HISTORY

Vinegar is the drink, which is produced through the fermentation of ethanol (alcohol) of wine, after a long time, without the addition of sugar with the help of acetic bacteria. It consists mainly of acetic acid (CH3COOH) and water.It is used in the kitchen as an cooking ingredient, but historically – as the most readily available mild acid – it has had a wide variety of industrial, medical, and household uses, some of which (such as use as a household cleaner) are still to be applied to date. Commercially vinegar is produced by a fast or slow fermentation process.
In general, slow methods are used for traditional vinegars, the fermentation proceeds slowly and lasts for weeks or even months. The longer fermentation period allows a membrane, which is made up of acetic acid bacteria, to accumulate. This membrane is called “mother of vinegar”.In fast methods, the “vinegar mother” (bacterial culture) is added externally to the liquid, before air is added using a special pump or turbine system to achieve oxygenation and fermentation faster. In fast production processes, vinegar can be produced in a period ranging from 20 hours to three days.

 
 
As its name suggests, vinegar is a wine that has become sour under theinfluence of certain bacteria. No one has invented it. Probably someone tried out an old forgotten wine. It is reported that this happened at least 5000 years ago (some say over 10,000 years), probably in different places.However, it was known in the Middle East and China. The Egyptians and Babylonians used it mainly to preserve certain foods. In classical times, in the region of Attica it was called “Attic edema”. The Greeks used vinegar extensively in cooking and in fact they were the first to distinguish differences in quality according to the place of origin.Thus, the vinegar from Sfittos(Attica), Kleones (Nemea), Cnidus (Doric city of Central Asia), Dhekelia (Attica) and Egypt are mentioned as the best. The Athenian states that vinegar is “the only delicacy that is called sweet in Attica”, while Ktisias considers it “the best of flavors”. The ancient physicians Hippocrates and Galen used vinegar in medicine.The Romans distinguished it according to its nature and the way they perfumed it. The Latin writers Koloumela, Palladios, Katon, etc. mention a lot about vinegar and the way it is prepared.Pliny states that in vinegar “there are remarkable virtues and we would lose many of the comforts of civilized life without them.” They used flowers, herbs and fruits to flavor the various types of vinegar they produced in addition to grapes and other fruits such as figs, apples, berries, etc. It was for many years the main drink of Roman soldiers, in combination with water. In the Middle Ages , it is remarkable that the vinegar producers held a prominent position in the local communities, were organized in strong unions, while the secrets and production methods were shrouded in mystery.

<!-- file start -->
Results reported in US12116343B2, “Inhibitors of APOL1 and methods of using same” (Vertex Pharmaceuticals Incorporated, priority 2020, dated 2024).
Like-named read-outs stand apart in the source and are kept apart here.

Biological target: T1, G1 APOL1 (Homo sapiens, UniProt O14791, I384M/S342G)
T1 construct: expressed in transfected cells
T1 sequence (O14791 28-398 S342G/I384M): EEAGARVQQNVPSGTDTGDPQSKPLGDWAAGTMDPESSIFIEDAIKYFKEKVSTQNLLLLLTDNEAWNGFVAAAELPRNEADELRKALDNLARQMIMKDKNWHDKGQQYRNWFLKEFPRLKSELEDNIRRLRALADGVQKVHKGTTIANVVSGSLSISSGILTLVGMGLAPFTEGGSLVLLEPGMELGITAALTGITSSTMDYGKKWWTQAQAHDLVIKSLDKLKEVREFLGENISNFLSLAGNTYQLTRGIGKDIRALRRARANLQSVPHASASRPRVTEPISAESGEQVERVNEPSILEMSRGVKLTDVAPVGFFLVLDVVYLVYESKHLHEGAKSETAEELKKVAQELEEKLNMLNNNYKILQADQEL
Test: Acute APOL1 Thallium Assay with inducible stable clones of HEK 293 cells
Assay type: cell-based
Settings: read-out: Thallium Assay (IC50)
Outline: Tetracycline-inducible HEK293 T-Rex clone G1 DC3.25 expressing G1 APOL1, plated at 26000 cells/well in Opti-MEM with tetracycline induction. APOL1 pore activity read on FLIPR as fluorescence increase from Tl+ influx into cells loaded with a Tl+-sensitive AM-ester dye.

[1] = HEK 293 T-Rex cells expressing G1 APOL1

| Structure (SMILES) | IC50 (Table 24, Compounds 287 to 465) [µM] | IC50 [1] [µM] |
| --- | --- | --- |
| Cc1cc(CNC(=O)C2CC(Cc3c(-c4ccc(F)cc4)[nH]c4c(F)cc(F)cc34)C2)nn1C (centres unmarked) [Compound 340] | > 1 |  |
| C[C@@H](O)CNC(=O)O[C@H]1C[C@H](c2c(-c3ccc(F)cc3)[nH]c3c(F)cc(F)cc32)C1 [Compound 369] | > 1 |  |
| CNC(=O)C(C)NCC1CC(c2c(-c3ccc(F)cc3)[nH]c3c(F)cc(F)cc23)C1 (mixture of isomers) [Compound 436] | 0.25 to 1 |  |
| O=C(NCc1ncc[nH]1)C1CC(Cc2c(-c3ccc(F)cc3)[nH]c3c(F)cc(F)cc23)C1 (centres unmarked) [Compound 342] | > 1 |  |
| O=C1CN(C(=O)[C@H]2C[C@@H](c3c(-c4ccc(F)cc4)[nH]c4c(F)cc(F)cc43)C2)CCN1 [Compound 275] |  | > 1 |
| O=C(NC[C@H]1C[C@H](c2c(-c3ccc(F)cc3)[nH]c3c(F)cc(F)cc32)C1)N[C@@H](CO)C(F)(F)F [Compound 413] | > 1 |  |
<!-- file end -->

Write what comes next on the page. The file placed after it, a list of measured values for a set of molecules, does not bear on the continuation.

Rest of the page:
However, even the producers, who knew how to control the manufacturing process, did not know what causes acidification (the conversion of alcohol into acetic acid, which produces vinegar). This remained unclear until 1964, when Pasteur studied the role of enzymes and microorganisms. He discovered that acetic fermentation was caused by the bacterium Mycodermaaceti, which is carried by suspended dust. With the help of this bacterium and in the presence of oxygen in the air, alcohol is converted to acid.
As the acetic fermentation continues, the bacteria multiply on the surface to form a thin white film called the “vinegar mother”. The traditional method was systematized mainly in the region of Orleans in France and took its name from it. In 1880 the industry introduced the rapid method of acidification which greatly reduced the cost of its production.

Vinegar is one of the maineffervescent , but also a great preservative for meat, fish, fruits. In ancient times it was for many years the main drink of Roman soldiers, in combination with water. In classical times, in the region of Attica, it was called “Attikonedema”. Finally in the Middle Ages, the producers of vinegar kept secret the methods of its production. Today, vinegar, with the restoration of the Mediterranean diet, regained its place on the table of Greek and foreign consumers.

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